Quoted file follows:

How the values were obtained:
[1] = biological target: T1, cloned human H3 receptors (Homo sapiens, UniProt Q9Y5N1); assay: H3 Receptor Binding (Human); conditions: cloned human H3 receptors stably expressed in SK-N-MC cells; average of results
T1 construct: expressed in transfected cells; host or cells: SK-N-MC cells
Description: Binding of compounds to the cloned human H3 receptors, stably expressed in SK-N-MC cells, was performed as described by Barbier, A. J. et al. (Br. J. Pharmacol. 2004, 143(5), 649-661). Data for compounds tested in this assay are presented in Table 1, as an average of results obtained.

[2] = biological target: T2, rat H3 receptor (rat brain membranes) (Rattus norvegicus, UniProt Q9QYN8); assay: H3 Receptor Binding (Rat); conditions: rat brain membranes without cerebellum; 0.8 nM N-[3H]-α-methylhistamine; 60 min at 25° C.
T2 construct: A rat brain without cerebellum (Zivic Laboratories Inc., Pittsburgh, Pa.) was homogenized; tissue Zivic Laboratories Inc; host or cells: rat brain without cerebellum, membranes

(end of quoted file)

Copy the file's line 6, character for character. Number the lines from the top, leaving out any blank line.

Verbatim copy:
T2 construct: A rat brain without cerebellum (Zivic Laboratories Inc., Pittsburgh, Pa.) was homogenized; tissue Zivic Laboratories Inc; host or cells: rat brain without cerebellum, membranes